Objective: The purpose of this study was to examine the effects of 3 different elastic therapeutic taping methods on the subacromial joint space in healthy adults.
Methods: Pre-/post-test laboratory study method was used in this study. Forty-eight healthy adults with no prior history of shoulder injury or surgery and no history of dominant shoulder pain in the past 6 months were enrolled in the study. Participants were placed into 3 groups (8 males and 8 females per group) on the basis of a consecutively assigned allocation design. A baseline measurement of the acromiohumeral distance (AHD) was taken by using diagnostic ultrasonography for every participant. On the basis of group assignment, participants were then taped according to the Kinesio Tape (Kinesio Tex Classic Tape) guidelines in one of 3 conditions: (1) taping of the supraspinatus from insertion to origin; (2) taping of the anterior and posterior deltoids from insertion to origin; and (3) a combination of both techniques. After a 5-minute wait period, the AHD was remeasured with the tape intervention in place, with each participant serving as his or her own control.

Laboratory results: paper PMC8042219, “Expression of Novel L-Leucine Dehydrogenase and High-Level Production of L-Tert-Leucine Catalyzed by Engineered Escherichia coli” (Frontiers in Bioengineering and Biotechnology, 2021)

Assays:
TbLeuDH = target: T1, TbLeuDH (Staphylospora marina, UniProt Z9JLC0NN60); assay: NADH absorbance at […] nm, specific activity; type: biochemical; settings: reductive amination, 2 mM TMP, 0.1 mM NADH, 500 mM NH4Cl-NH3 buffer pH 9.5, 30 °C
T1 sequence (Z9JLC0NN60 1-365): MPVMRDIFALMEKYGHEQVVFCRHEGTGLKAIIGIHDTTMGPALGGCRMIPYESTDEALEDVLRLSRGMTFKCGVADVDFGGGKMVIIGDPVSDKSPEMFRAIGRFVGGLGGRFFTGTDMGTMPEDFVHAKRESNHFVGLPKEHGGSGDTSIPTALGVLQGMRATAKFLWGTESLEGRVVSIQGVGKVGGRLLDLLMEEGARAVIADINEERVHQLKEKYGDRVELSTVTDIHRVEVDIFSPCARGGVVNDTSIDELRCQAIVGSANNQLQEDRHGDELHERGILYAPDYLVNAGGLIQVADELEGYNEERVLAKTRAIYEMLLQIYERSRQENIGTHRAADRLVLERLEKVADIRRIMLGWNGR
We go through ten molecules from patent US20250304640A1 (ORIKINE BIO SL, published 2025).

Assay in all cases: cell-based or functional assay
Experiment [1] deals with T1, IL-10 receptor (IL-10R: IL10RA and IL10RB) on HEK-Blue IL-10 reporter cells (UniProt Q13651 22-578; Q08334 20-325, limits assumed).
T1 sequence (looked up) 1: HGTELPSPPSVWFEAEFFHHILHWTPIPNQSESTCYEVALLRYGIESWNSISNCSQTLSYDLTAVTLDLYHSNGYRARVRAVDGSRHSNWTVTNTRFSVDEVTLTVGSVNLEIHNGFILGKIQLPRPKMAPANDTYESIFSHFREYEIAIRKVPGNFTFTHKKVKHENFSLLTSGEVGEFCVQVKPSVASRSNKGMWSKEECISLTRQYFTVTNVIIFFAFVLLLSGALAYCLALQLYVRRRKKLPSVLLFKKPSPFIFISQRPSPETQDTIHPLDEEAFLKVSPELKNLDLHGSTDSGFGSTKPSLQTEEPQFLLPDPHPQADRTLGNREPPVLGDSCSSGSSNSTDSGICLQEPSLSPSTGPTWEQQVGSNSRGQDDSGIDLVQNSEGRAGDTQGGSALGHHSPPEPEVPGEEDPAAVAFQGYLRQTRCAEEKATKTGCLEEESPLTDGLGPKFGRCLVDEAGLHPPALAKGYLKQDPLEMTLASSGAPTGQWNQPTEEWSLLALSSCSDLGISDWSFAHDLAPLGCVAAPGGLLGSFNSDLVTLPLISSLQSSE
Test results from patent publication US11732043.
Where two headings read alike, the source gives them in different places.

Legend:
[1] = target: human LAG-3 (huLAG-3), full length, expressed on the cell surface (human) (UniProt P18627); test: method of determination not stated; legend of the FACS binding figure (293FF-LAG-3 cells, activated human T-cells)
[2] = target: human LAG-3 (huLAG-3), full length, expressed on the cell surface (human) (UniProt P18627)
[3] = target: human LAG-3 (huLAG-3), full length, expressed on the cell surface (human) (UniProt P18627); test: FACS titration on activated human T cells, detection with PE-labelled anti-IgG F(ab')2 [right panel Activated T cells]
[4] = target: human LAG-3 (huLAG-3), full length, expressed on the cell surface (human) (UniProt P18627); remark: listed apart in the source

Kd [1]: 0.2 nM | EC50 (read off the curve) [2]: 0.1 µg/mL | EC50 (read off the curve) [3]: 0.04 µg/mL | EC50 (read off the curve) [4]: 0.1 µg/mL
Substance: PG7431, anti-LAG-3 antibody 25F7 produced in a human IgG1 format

Results: Data analysis showed a statistically significant increase in AHD when using the taping technique over the anterior and posterior deltoids (Condition 2). The subacromial space increased in both males and females when the supraspinatus was taped from insertion to origin (Condition 1), but not at a statistically significant level. Condition 3, in which both taping techniques were used simultaneously, did not show an increase at a statistically significant level.
Conclusions: The application of the Kinesio Tape from insertion to muscle origin of the supraspinatus or the anterior and posterior deltoid increased the subacromial joint space.
Author keywords: Acromion; Humeral Head; Shoulder Impingement Syndrome; Shoulder Joint
Author affiliations: North Dakota State University. Department of Health, Nutrition, and Exercise Sciences (United States / North Dakota / Fargo);
Minnesota State University Moorhead. Paseka School of Business (United States / Minnesota / Moorhead); University of North Carolina at Charlotte. Department of Languages and Culture Studies (United States / Minnesota / Charlotte)
This abstract is reproduced with the permission of the publisher; full text is available by subscription. Click on the above link and select a publisher from PubMed's LinkOut feature.